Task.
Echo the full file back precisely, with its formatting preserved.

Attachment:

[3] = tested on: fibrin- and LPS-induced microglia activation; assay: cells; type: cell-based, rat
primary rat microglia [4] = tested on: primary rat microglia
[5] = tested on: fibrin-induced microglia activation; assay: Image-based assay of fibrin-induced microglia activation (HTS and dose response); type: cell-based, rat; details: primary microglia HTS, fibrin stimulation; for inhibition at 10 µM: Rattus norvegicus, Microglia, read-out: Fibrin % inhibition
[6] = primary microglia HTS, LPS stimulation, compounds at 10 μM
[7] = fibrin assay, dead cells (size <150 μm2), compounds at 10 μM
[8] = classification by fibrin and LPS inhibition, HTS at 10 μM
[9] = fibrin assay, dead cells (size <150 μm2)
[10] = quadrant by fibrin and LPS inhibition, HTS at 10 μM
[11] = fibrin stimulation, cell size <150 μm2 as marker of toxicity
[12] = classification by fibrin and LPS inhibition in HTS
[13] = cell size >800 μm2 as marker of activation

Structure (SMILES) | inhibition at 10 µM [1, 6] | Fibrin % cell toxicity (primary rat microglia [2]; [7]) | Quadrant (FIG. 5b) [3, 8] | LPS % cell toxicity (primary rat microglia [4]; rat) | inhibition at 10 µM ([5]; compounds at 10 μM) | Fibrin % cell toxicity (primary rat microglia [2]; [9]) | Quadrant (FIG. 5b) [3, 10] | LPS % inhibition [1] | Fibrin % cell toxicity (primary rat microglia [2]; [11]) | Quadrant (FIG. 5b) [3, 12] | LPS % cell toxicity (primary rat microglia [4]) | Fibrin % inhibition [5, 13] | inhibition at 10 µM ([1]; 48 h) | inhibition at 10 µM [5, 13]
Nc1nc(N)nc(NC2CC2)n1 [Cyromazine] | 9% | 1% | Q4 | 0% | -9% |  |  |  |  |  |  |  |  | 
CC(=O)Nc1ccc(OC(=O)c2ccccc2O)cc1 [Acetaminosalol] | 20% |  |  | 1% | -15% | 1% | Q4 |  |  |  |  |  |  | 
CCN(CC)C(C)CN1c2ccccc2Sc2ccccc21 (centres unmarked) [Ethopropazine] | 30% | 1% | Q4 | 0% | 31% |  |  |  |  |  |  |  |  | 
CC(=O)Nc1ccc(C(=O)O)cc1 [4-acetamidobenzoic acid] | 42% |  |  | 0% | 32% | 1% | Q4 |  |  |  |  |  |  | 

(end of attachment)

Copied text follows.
[3] = tested on: fibrin- and LPS-induced microglia activation; assay: cells; type: cell-based, rat
primary rat microglia [4] = tested on: primary rat microglia
[5] = tested on: fibrin-induced microglia activation; assay: Image-based assay of fibrin-induced microglia activation (HTS and dose response); type: cell-based, rat; details: primary microglia HTS, fibrin stimulation; for inhibition at 10 µM: Rattus norvegicus, Microglia, read-out: Fibrin % inhibition
[6] = primary microglia HTS, LPS stimulation, compounds at 10 μM
[7] = fibrin assay, dead cells (size <150 μm2), compounds at 10 μM
[8] = classification by fibrin and LPS inhibition, HTS at 10 μM
[9] = fibrin assay, dead cells (size <150 μm2)
[10] = quadrant by fibrin and LPS inhibition, HTS at 10 μM
[11] = fibrin stimulation, cell size <150 μm2 as marker of toxicity
[12] = classification by fibrin and LPS inhibition in HTS
[13] = cell size >800 μm2 as marker of activation

Structure (SMILES) | inhibition at 10 µM [1, 6] | Fibrin % cell toxicity (primary rat microglia [2]; [7]) | Quadrant (FIG. 5b) [3, 8] | LPS % cell toxicity (primary rat microglia [4]; rat) | inhibition at 10 µM ([5]; compounds at 10 μM) | Fibrin % cell toxicity (primary rat microglia [2]; [9]) | Quadrant (FIG. 5b) [3, 10] | LPS % inhibition [1] | Fibrin % cell toxicity (primary rat microglia [2]; [11]) | Quadrant (FIG. 5b) [3, 12] | LPS % cell toxicity (primary rat microglia [4]) | Fibrin % inhibition [5, 13] | inhibition at 10 µM ([1]; 48 h) | inhibition at 10 µM [5, 13]
Nc1nc(N)nc(NC2CC2)n1 [Cyromazine] | 9% | 1% | Q4 | 0% | -9% |  |  |  |  |  |  |  |  | 
CC(=O)Nc1ccc(OC(=O)c2ccccc2O)cc1 [Acetaminosalol] | 20% |  |  | 1% | -15% | 1% | Q4 |  |  |  |  |  |  | 
CCN(CC)C(C)CN1c2ccccc2Sc2ccccc21 (centres unmarked) [Ethopropazine] | 30% | 1% | Q4 | 0% | 31% |  |  |  |  |  |  |  |  | 
CC(=O)Nc1ccc(C(=O)O)cc1 [4-acetamidobenzoic acid] | 42% |  |  | 0% | 32% | 1% | Q4 |  |  |  |  |  |  | 